Symbiotic relationship between bacteria and algae

symbiotic relationship between bacteria and algae

It gives a comprehensive overview of algal and cyanobacteria symbioses, including Gagat); The Azolla–Anabaena–Bacteria Association: A Case of Symbiotic Abduction? (Francisco Carrapiço); Symbiosis Between Green Algae and Hydra. Feb 24, Discusses parasitic and mutualistic relationships of fungi. A mycorrhiza is a mutualistic relationship between a fungus and a plant. The fungus grows in or The fungus grows around the bacterial or algal cells. The fungus. To completely understand the ecophysiology and symbiosis between algae and . Algal–bacterial interactions cover the whole range of symbiotic relationships.

The oxygen atmosphere that we depend on was generated by numerous cyanobacteria during the Archaean and Proterozoic Eras. Before that time, the atmosphere had a very different chemistry, unsuitable for life as we know it today.

The other great contribution of the cyanobacteria is the origin of plants. The chloroplast with which plants make food for themselves is actually a cyanobacterium living within the plant's cells. Sometime in the late Proterozoic, or in the early Cambrian, cyanobacteria began to take up residence within certain eukaryote cells, making food for the eukaryote host in return for a home.

symbiotic relationship between bacteria and algae

This event is known as endosymbiosis, and is also the origin of the eukaryotic mitochondrion. Because they are photosynthetic and aquatic, cyanobacteria are often called "blue-green algae".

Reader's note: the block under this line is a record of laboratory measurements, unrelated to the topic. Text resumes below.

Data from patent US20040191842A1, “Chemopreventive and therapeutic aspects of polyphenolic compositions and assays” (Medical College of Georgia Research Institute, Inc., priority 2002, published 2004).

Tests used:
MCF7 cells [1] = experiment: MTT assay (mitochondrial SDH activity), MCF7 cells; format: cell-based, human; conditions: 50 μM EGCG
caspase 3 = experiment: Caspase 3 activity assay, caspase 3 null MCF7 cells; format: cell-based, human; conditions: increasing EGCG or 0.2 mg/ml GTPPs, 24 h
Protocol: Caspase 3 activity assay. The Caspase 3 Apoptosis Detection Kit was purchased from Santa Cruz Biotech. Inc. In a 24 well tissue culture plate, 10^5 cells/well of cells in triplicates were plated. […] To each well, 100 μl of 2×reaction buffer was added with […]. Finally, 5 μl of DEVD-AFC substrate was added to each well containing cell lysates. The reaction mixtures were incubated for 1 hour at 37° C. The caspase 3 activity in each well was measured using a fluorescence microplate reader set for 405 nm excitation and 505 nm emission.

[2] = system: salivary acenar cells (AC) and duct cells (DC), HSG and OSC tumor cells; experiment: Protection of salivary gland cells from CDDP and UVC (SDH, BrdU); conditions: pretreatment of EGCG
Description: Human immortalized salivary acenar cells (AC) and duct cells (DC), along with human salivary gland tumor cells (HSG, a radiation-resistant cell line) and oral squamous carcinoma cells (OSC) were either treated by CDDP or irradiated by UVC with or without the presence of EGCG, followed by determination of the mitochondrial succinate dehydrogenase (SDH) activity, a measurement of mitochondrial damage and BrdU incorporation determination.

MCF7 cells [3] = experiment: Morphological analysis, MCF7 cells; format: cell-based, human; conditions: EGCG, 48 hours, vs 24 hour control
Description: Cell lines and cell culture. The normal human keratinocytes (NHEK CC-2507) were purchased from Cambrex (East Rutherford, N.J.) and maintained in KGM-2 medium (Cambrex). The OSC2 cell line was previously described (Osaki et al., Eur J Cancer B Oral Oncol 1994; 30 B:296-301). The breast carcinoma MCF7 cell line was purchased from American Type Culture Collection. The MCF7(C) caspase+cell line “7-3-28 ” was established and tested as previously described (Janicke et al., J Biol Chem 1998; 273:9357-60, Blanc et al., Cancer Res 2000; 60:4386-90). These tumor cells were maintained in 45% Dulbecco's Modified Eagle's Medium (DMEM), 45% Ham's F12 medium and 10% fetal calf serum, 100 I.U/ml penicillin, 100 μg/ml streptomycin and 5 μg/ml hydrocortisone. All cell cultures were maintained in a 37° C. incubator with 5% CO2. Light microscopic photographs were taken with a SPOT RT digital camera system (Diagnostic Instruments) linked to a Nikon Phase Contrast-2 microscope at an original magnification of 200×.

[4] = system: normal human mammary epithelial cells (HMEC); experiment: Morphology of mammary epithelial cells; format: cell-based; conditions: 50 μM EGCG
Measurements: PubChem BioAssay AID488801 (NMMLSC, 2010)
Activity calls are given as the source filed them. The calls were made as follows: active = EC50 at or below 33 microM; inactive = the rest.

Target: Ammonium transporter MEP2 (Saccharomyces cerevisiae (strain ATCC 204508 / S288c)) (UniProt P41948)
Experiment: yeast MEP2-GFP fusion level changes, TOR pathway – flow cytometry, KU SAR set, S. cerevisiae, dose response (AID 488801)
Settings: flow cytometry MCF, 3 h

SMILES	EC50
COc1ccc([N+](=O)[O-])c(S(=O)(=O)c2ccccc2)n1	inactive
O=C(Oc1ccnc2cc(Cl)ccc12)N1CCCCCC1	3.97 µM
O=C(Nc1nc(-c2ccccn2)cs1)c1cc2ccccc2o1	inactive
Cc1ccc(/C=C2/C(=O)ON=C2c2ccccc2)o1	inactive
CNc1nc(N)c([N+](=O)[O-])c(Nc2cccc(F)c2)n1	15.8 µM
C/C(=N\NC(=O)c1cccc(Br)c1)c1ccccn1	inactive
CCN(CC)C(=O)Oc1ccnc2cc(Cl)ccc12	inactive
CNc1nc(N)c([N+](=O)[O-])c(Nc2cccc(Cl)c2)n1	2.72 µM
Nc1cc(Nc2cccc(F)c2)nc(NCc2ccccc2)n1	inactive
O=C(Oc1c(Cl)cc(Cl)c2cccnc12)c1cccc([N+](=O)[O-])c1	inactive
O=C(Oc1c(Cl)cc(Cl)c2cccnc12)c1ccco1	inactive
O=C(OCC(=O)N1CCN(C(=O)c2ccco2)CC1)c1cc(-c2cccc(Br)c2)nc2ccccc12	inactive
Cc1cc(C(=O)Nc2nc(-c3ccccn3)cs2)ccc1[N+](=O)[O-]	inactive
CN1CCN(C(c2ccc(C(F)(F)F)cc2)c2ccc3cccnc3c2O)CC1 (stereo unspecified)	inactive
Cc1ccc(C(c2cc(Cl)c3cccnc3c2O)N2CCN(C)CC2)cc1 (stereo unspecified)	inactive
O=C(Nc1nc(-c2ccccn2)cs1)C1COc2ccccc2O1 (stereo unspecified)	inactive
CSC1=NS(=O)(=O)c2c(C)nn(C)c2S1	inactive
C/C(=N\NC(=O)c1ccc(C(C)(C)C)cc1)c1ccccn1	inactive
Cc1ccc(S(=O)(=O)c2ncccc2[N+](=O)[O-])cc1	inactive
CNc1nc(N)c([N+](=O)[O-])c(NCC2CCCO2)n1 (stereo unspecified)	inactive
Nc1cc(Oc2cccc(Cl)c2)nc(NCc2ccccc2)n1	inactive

This name is convenient for talking about organisms in the water that make their own food, but does not reflect any relationship between the cyanobacteria and other organisms called algae.

Introduction to the Cyanobacteria

Cyanobacteria are relatives of the bacteria, not eukaryotes, and it is only the chloroplast in eukaryotic algae to which the cyanobacteria are related. Click on the buttons below to find out more about the Cyanobacteria. Mutualism Mutualism is a biologic interaction in which two or more partners of different species benefit each other [ 6812 ].

A typical example of mutualism is that a bacterial species supplies vitamin B12 to an algal partner in exchange for fixed carbon [ 1317 ]. However, mutualism is not only limited to micronutrient supply from bacteria [ 18 ], as there are studies highlighting the role of Azospirillum, Mesorhizobium and Rhizobium sp.

Such exchanges between biotic communities in aquatic ecosystems have a huge role in cycling of nitrogen, sulphur, carbon and phosphorus [ 22232425262728 ].

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Commensalism Commensalism is a relationship in which only one partner benefits. Commensals could be considered as non-interacting partners [ 29 ]. Microorganisms that belong to the phycosphere represent a bacterial diversity dwelling on the algal surface [ 21 ]. However, there is a very faint line that separates mutualism and commensalism, and even parasitism, and environmental factors may shift an interaction from one type to another.

Introduction to the Cyanobacteria

In this sense, there are studies that partially demonstrate the role of nutrient availability, N: P ratio and light intensity in the shift from mutualism to parasitism and vice versa via commensalism, although the mechanisms behind such shifts still remain unclear [ 1230 ]. The interaction between Chlamydomonas reinhardtii and heterotrophic bacteria is another example of commensalism.